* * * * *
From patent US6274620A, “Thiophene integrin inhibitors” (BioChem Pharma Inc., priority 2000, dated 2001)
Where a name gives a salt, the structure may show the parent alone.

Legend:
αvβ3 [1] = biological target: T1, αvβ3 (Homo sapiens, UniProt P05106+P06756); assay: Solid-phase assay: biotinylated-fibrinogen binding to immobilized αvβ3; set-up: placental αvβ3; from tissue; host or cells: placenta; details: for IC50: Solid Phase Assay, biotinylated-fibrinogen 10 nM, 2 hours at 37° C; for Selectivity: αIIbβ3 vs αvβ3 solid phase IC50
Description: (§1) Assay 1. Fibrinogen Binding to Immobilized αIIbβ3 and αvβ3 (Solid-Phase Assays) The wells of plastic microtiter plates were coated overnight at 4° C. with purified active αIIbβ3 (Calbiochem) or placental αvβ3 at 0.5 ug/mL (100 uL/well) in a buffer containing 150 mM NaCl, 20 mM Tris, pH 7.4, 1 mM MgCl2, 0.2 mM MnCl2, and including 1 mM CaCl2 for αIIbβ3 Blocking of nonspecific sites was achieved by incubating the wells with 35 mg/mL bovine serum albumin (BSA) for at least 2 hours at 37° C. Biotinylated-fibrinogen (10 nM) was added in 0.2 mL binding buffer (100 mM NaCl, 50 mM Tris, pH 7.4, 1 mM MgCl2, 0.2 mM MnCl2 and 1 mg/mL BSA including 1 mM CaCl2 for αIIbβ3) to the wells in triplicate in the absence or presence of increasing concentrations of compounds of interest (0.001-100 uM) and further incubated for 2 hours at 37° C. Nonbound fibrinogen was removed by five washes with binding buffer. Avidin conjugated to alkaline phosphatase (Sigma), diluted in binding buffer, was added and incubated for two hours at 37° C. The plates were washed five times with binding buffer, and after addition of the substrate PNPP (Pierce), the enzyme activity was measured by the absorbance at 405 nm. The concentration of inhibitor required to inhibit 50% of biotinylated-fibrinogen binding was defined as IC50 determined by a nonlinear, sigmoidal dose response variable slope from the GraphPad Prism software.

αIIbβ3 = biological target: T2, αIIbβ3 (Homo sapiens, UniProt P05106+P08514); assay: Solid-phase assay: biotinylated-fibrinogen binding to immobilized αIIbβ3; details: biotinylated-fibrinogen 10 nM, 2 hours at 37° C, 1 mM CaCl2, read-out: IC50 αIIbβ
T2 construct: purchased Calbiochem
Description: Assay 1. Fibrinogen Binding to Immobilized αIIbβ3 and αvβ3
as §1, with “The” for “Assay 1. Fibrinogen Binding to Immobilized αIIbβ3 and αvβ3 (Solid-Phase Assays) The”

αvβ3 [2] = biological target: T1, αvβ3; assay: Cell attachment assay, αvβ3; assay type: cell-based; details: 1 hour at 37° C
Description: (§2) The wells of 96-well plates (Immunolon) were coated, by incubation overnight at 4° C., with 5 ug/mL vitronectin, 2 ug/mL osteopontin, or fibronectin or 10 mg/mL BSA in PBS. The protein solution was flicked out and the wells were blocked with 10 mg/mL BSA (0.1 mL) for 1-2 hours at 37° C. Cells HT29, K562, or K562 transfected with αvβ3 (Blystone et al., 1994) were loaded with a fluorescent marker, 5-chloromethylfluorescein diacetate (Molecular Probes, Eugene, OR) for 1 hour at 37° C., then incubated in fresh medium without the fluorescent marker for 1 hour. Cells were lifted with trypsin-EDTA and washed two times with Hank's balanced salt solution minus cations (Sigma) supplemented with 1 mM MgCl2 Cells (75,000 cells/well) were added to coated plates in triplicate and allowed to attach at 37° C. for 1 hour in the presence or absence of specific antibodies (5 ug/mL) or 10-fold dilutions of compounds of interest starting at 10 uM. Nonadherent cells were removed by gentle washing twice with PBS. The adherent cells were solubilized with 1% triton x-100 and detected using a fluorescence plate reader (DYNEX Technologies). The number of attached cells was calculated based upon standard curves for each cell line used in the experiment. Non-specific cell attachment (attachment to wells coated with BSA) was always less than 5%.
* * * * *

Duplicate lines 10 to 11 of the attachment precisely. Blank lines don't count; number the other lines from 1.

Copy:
αvβ3 [2] = biological target: T1, αvβ3; assay: Cell attachment assay, αvβ3; assay type: cell-based; details: 1 hour at 37° C
Description: (§2) The wells of 96-well plates (Immunolon) were coated, by incubation overnight at 4° C., with 5 ug/mL vitronectin, 2 ug/mL osteopontin, or fibronectin or 10 mg/mL BSA in PBS. The protein solution was flicked out and the wells were blocked with 10 mg/mL BSA (0.1 mL) for 1-2 hours at 37° C. Cells HT29, K562, or K562 transfected with αvβ3 (Blystone et al., 1994) were loaded with a fluorescent marker, 5-chloromethylfluorescein diacetate (Molecular Probes, Eugene, OR) for 1 hour at 37° C., then incubated in fresh medium without the fluorescent marker for 1 hour. Cells were lifted with trypsin-EDTA and washed two times with Hank's balanced salt solution minus cations (Sigma) supplemented with 1 mM MgCl2 Cells (75,000 cells/well) were added to coated plates in triplicate and allowed to attach at 37° C. for 1 hour in the presence or absence of specific antibodies (5 ug/mL) or 10-fold dilutions of compounds of interest starting at 10 uM. Nonadherent cells were removed by gentle washing twice with PBS. The adherent cells were solubilized with 1% triton x-100 and detected using a fluorescence plate reader (DYNEX Technologies). The number of attached cells was calculated based upon standard curves for each cell line used in the experiment. Non-specific cell attachment (attachment to wells coated with BSA) was always less than 5%.